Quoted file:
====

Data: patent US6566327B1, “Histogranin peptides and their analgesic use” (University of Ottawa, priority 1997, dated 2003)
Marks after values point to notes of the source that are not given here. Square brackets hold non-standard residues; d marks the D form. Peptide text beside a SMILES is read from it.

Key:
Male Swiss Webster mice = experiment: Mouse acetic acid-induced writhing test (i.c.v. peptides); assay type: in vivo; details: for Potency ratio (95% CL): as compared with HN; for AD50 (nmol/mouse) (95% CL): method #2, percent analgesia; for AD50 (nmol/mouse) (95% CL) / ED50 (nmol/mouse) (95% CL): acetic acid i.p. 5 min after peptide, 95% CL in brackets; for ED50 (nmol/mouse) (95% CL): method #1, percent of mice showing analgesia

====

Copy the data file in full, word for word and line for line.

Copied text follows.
Data: patent US6566327B1, “Histogranin peptides and their analgesic use” (University of Ottawa, priority 1997, dated 2003)
Marks after values point to notes of the source that are not given here. Square brackets hold non-standard residues; d marks the D form. Peptide text beside a SMILES is read from it.

Key:
Male Swiss Webster mice = experiment: Mouse acetic acid-induced writhing test (i.c.v. peptides); assay type: in vivo; details: for Potency ratio (95% CL): as compared with HN; for AD50 (nmol/mouse) (95% CL): method #2, percent analgesia; for AD50 (nmol/mouse) (95% CL) / ED50 (nmol/mouse) (95% CL): acetic acid i.p. 5 min after peptide, 95% CL in brackets; for ED50 (nmol/mouse) (95% CL): method #1, percent of mice showing analgesia